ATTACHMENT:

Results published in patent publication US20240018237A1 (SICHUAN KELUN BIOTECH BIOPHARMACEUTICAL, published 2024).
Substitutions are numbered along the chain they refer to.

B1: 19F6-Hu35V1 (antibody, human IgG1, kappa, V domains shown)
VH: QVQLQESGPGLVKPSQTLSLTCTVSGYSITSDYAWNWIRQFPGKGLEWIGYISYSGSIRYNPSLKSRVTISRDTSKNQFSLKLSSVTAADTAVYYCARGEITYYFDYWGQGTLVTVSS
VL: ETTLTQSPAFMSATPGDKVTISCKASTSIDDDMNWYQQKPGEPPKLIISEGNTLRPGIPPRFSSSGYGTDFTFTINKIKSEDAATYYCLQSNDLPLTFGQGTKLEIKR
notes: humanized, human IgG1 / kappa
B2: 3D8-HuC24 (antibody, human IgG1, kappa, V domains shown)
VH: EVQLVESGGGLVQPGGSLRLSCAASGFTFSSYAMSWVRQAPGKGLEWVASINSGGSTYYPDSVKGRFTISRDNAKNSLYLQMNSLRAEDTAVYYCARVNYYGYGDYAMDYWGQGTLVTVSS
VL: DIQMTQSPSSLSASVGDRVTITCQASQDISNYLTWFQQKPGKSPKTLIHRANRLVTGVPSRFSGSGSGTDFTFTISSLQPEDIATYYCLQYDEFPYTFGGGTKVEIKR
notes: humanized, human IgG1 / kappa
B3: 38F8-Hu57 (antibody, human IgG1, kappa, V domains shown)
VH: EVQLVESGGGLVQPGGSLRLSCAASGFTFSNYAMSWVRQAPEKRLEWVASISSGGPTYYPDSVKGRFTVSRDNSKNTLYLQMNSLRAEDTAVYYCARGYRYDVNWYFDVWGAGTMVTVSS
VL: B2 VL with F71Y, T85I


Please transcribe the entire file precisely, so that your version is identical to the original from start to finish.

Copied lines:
Results published in patent publication US20240018237A1 (SICHUAN KELUN BIOTECH BIOPHARMACEUTICAL, published 2024).
Substitutions are numbered along the chain they refer to.

B1: 19F6-Hu35V1 (antibody, human IgG1, kappa, V domains shown)
VH: QVQLQESGPGLVKPSQTLSLTCTVSGYSITSDYAWNWIRQFPGKGLEWIGYISYSGSIRYNPSLKSRVTISRDTSKNQFSLKLSSVTAADTAVYYCARGEITYYFDYWGQGTLVTVSS
VL: ETTLTQSPAFMSATPGDKVTISCKASTSIDDDMNWYQQKPGEPPKLIISEGNTLRPGIPPRFSSSGYGTDFTFTINKIKSEDAATYYCLQSNDLPLTFGQGTKLEIKR
notes: humanized, human IgG1 / kappa
B2: 3D8-HuC24 (antibody, human IgG1, kappa, V domains shown)
VH: EVQLVESGGGLVQPGGSLRLSCAASGFTFSSYAMSWVRQAPGKGLEWVASINSGGSTYYPDSVKGRFTISRDNAKNSLYLQMNSLRAEDTAVYYCARVNYYGYGDYAMDYWGQGTLVTVSS
VL: DIQMTQSPSSLSASVGDRVTITCQASQDISNYLTWFQQKPGKSPKTLIHRANRLVTGVPSRFSGSGSGTDFTFTISSLQPEDIATYYCLQYDEFPYTFGGGTKVEIKR
notes: humanized, human IgG1 / kappa
B3: 38F8-Hu57 (antibody, human IgG1, kappa, V domains shown)
VH: EVQLVESGGGLVQPGGSLRLSCAASGFTFSNYAMSWVRQAPEKRLEWVASISSGGPTYYPDSVKGRFTVSRDNSKNTLYLQMNSLRAEDTAVYYCARGYRYDVNWYFDVWGAGTMVTVSS
VL: B2 VL with F71Y, T85I